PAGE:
Essay on the middle ages
The Canterbury Tales by Chaucer
Explore the use Chaucer makes of parody by referring to at least two tales.
Chaucer’s book “The Canterbury Tales” presents a frame story written at the end of the 14th century that is set through a group of pilgrims participation in a story-telling contest that they make up to entertain each other while they travel to the shrine of Saint Thomas Becket at Canterbury Cathedral. Because of this, some of the tales become particularly attractive for they are written within a frame of parody which, as a style that mocks genre, is usually achieved by the deliberate exaggeration of some aspects of it for comic effect. In fact, as a branch of satire mimicry, its purpose may be corrective as well as derisive. (Penguin Dictionary of Literary Terms) Chaucer, therefore, uses parody to highlight – satirize - some aspects of the medieval society that should be re-evaluated. He uses the tales and the behaviours of its characters to paint an ironic and critical portrait of the English society at that time, therefore the tales turn satirical, elevated, ironic, earthy, bawdy, and comical. When analysing the Knight’s and the Miller’s Tale, one can realise how Chaucer mocks the courtly love convention, and other social codes of behaviours typical of the medieval time.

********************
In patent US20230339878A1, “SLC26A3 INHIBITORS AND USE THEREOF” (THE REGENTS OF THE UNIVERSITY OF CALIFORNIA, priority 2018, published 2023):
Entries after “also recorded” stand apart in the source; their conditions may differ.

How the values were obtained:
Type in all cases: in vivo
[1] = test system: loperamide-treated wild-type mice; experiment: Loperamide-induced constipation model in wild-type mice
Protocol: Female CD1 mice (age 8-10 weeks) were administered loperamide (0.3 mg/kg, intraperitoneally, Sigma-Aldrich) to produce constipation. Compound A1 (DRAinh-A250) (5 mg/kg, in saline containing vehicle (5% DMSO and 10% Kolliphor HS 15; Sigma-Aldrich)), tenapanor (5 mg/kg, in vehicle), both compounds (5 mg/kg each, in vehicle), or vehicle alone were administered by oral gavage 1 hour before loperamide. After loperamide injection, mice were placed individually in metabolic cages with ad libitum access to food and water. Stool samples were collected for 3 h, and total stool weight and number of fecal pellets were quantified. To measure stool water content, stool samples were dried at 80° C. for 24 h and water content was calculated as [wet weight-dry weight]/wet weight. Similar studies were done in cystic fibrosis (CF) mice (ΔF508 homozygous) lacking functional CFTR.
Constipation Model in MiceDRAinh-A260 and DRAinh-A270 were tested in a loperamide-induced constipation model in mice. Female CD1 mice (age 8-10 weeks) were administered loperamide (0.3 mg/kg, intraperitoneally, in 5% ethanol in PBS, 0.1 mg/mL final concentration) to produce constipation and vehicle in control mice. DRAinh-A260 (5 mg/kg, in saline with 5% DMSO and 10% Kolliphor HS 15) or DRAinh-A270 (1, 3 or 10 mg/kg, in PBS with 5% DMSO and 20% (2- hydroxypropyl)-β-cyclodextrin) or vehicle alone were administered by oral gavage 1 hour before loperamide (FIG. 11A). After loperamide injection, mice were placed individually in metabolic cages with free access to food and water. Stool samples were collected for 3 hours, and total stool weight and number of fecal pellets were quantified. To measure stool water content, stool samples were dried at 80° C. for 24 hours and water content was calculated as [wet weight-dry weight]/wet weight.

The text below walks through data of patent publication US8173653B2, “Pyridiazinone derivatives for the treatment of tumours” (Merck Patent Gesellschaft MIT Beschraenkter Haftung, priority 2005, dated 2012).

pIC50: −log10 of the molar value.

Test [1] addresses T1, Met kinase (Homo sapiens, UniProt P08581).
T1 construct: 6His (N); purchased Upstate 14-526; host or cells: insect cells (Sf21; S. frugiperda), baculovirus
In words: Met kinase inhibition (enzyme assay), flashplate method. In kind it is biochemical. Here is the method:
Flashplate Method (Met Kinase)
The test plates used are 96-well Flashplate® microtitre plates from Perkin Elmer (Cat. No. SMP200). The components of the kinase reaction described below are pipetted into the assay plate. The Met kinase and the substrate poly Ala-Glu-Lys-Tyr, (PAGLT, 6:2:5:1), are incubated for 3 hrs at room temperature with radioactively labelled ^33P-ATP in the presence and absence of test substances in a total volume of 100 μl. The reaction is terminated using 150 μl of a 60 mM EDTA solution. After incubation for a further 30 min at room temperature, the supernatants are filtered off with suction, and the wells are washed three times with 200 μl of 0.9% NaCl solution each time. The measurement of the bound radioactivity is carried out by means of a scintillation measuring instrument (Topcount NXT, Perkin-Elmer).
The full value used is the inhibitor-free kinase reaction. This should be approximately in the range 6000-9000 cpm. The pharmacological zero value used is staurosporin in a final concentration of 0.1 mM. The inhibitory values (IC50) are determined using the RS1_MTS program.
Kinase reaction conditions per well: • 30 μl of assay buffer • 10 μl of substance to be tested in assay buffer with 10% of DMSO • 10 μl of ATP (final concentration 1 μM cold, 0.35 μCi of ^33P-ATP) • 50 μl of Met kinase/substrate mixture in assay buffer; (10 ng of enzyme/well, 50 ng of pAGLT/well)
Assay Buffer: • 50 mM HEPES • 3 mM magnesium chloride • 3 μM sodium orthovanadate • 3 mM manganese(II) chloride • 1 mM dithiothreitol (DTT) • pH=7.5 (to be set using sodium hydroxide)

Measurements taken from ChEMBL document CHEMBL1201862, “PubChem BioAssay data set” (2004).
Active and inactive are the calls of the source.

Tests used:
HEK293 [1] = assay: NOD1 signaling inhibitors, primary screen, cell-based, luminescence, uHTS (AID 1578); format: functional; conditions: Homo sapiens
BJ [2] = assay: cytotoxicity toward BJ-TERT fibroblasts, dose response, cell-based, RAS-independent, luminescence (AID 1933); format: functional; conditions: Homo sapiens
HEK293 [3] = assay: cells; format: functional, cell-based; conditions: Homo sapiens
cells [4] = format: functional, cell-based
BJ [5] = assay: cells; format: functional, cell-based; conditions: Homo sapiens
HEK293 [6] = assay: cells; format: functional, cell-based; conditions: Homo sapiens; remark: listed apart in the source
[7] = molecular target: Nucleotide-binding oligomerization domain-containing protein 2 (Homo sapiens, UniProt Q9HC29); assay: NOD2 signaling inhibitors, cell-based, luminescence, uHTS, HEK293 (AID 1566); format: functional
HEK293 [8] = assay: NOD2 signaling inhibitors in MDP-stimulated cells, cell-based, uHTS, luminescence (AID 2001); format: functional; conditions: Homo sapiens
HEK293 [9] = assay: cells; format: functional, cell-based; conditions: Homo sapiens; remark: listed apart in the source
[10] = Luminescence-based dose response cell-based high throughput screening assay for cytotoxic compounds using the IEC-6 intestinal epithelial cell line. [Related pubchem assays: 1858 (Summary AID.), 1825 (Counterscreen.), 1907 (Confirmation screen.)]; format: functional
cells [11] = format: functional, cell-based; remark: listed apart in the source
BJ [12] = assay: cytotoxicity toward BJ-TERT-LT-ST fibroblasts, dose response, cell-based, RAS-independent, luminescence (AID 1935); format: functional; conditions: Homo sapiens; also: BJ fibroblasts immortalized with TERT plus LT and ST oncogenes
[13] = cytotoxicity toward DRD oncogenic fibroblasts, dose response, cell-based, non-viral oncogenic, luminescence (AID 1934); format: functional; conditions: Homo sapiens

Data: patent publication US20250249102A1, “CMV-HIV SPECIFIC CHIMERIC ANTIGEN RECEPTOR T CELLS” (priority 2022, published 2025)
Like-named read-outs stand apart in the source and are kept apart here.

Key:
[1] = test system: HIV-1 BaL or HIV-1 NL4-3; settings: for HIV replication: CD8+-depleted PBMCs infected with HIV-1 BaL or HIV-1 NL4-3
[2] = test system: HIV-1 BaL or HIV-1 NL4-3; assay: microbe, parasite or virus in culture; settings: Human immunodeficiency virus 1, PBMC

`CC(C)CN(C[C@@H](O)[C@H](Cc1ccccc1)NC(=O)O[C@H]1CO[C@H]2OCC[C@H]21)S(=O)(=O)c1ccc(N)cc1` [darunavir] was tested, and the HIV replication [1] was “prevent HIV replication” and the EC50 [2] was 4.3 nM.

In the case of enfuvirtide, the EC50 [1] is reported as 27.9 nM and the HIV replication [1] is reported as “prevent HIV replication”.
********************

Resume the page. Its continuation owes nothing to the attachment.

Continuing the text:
The Knight’s Tale, for example, uses the concept of a knight not only to parody the concept of the hero, but also to question the well-established courtly love convention. This concept refers to a set of ideas about love that was enormously influential on the literature and culture of the medieval times for it gave men the chance to feel freely; and women, the opportunity to be an important element in the story – not only decorative. However, when scrutinizing the tale, the readers can realise that all the aspects of a true in-love knight are exaggerated and conveyed through an absurd behaviour. The first element that shows this comical view of the knight can be found when Palamon and Arcite begin an argument over who saw Emily first, and therefore, who is truly in loved with her. The lines “For par amour I loved her first, you know. /What can you say? You know not, even now/ whether she is a women or goddess!” reveal a really childish behaviour of the knights, which makes the characters then turn irrational: they abandon themselves completely in order to dedicate their lives to a woman who is not even aware of their existence, and even more, they are willing to risk their bond of brotherhood, and their lives to win the love of this lady. This parody of the courtly love convention – in the eyes of the male – not only illustrates the mock of the knight that Chaucer is stating, but also satirizes all knighthood.
In addition, the way that Emily is described, portraits how Reverdie is taken to a point that overwhelms the reader “That Emily, far fairer to be seen/ than is the lily on its stalk of green, / ad fresher that is May with flowers new /...